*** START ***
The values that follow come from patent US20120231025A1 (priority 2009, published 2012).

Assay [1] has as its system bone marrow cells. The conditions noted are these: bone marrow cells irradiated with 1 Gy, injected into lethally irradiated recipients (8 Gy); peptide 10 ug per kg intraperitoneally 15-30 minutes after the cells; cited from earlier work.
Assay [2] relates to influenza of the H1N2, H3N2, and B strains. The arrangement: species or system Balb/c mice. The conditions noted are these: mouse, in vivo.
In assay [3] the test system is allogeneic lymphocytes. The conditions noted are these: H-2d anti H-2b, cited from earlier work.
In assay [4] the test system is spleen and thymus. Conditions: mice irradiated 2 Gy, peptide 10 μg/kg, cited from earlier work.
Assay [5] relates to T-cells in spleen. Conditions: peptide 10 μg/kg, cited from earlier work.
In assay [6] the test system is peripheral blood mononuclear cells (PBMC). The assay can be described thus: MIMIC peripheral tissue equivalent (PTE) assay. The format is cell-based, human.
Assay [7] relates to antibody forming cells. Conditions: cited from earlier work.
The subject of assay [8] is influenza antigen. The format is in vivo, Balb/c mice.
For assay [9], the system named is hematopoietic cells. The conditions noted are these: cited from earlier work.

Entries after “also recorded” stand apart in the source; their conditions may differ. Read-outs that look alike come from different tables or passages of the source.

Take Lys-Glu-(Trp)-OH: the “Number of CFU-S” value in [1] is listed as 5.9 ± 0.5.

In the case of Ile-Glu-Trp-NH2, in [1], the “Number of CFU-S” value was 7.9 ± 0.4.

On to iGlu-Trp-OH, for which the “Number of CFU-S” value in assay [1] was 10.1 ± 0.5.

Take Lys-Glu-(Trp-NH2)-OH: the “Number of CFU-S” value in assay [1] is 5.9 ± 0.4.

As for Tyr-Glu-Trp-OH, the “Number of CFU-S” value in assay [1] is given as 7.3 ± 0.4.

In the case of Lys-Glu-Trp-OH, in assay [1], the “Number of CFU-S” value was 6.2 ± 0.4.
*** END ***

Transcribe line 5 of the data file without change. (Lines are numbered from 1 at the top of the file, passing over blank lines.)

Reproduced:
In assay [4] the test system is spleen and thymus. Conditions: mice irradiated 2 Gy, peptide 10 μg/kg, cited from earlier work.